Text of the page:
What was potentially illegitimate was, as I believe you are trying to suggest here, Elizabeth’s claim to the throne as the progeny of this relationship. English nobles at the time were mostly Catholic. Anne was an admitted, if lax, Protestant. So, too, was Elizabeth. Primarily to secure continued Tudor rule over England, Henry sought a male heir as the highest order of state business. So as to secure this, and his own throne amongst far stronger rival nations (France and Spain mostly), he married the heir to the Europe’s most powerful sovereigns’ at the time, Princess Catherine, daughter of Queen Isabella I of Castille and King Ferdinand II of Aragon.

Catherine was a Catholic and, therefore, acceptable to English nobles both for this reason and as a means to hold the Spanish at bay. Given she was barren, Henry VIII helped touch of years of conflict- conflict Elizabeth had to resolve- by deciding to annul this marriage- which the Pope forbade- and creating a English Church, now the Anglican Church of England. (Episcopal outside of England)

Without going any deeper here, Elizabeth’s illegitimacy was based purely on the fact that she was both a woman and, for Catholic lords throughout Europe at the time, not sufficiently Catholic given both she and her mother refused to submit to the “true faith”- considered heresy at the time.

For the Congolese, Kabila’s supposed illegitimacy stems from a belief that his mother is supposedly a Tutsi and that he’s a tool of the international community. Sure, like rumors against Elizabeth, its pretty crazy but, as with the 17th century English, the Congolese have been traumatized over the years by constant foreign meddling in their affairs and internal discord. So, this sentiment about Kabila is understandable.

Personally, I think Kabila’s inability to have confidence in his people is largely a result of not having confidence in himself. He’s had 10 years to try a more revolutionary approach and, broadly speaking, he’s totally failed.

So, of your options, I think a more realistic one is the one not mentioned: the status quo.


Kongo in NYC said...

Interesting take, Jose. I agree with all the options at the moment and likely believe Mel's "status quo" option seems the most realistic.

In terms of Kabila "pulling an Elizabeth", I seriously doubt this will happen. Elizabeth, from what I know of her, made the choice that Kabila has refused to make- namely, building a power base from the people and NOT the powerful. She did so to secure her authority given all the threats to it externally and internally.

Kabila choose the powerful, not the people, as his base like virtually every other Congolese leader before him- save Lumumba and Kasa Vubu-and our nation is suffering as a result.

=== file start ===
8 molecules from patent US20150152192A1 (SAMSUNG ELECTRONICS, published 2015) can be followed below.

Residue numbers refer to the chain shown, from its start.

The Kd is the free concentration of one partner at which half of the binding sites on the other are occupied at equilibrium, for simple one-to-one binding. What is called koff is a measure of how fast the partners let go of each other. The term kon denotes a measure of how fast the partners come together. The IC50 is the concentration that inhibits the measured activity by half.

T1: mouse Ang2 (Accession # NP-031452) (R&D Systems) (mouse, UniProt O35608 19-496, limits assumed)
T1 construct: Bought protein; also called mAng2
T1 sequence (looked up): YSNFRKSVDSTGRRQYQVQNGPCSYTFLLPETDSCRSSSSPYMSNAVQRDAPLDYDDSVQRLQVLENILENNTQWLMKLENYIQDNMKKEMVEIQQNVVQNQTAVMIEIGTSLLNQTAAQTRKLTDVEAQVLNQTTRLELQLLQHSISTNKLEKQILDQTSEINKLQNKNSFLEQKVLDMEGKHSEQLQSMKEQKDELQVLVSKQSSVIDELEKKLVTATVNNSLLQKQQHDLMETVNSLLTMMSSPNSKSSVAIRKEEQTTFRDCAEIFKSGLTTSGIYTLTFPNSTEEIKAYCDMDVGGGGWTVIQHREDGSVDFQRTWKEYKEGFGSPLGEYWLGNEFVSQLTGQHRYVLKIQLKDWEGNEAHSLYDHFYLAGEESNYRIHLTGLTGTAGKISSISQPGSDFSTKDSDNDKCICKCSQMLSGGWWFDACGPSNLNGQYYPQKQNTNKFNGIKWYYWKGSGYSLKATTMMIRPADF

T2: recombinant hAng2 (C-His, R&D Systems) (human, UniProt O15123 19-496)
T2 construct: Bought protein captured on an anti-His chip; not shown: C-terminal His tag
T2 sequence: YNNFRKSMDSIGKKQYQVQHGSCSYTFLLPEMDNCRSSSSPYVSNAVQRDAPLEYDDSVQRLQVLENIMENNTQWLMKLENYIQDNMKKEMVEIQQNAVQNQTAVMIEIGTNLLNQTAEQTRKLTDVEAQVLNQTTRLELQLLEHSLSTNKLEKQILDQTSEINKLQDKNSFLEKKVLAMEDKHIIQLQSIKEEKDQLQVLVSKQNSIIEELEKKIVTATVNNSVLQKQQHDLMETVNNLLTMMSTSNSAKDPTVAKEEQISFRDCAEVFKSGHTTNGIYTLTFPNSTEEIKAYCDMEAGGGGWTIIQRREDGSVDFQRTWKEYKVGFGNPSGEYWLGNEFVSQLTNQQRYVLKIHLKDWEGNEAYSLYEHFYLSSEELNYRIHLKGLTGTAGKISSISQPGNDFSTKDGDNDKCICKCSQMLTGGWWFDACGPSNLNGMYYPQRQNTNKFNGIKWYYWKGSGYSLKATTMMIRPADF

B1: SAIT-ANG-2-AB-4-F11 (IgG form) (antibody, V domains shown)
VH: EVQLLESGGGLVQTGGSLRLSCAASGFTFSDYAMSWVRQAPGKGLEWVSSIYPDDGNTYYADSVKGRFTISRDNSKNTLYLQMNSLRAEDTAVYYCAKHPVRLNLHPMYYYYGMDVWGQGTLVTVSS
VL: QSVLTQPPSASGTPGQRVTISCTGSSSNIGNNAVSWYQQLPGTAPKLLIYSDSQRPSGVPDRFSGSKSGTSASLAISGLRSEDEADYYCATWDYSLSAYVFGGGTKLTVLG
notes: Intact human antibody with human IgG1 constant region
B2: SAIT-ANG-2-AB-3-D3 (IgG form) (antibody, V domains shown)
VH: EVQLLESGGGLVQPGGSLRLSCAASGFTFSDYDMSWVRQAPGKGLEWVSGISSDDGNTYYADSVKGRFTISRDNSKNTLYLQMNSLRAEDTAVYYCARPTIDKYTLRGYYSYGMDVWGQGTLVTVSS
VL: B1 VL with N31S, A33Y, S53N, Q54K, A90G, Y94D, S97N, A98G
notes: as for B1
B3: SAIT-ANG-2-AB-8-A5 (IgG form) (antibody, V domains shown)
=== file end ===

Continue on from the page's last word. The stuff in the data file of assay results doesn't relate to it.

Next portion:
I could be wrong in this assessment but after 10 years watching this fool, I doubt that he even spends the time- as Elizabeth and other great leaders do- reading about other leaders who faced the constraints that Kabila faces internally and abroad. Indeed, one reason Shakespeare created the historical plays he did was to encourage Elizabeth and her court to think deeply about their actions and to see England in context of history.

Kabila is not a patron of the arts or ideas- indeed, he jails artists and journalists for engaging in thoughtful examinations of the Congo.

In short, Kabila's greatest fault as a leader has been his unwilligness to confront and reform Congo's corrupt political system. He decided, on his own accord, to benefit from the system instead of changing it. One could argue that this was a logical thing to do given how entrenched our "pigs at the trough" system is and the dangers to him personally- and by extension the stability of the nation- by attempting to reform it.

But if we cannot call on our leaders to be courageous and LEAD what good are they?

bfhend said...

Mel,I had no idea, lol! Yes, I'm also nervous about the "Republicans are better thesis." We Democrats tend to favor American hegemony; our Republican friends tend to favor American imperialism - this is not just a difference in sematics. Bill Clinton summed up along the lines of...we Democrats favor acting multilaterally in terms of global affairs - but we will act unilaterally when we deem it necessary; Republicans tend to prefer to act unilterally whenever possible (in terms of American national security interests), but will form coalitions of the willing when unavoidable.

I don't blame Congolese when they reason that Colin Powell and Condi Rice robustly quashed reckless military adventurism in eastern Congo before it got out of hand on their watch.

By contrast, we Democrats have to address the fact that Paul Kagame can count on luminaries like Bill Clinton and Tony Blair among his most ardent advocates. When Barack Obama inclduded Samantha Powers and Susan Rice in his inner know, it isn't difficult to follow Kagame's temptation to miscalculate.

And make no mistake, I think he has miscalculated...but I could be proven wrong. I remain hopeful that President Obama will forge a solution that addresses the legitimate grievances that many Congolese feel in terms of a weak state structure - without imposing another inequitable "solution" on the Kabila government that seems to favor armed insurrection.


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blaise said...

welcome back. Great parallel abt Liz.
Check out this perspective from those on the ground

Unknown said...

@Bruce and Mel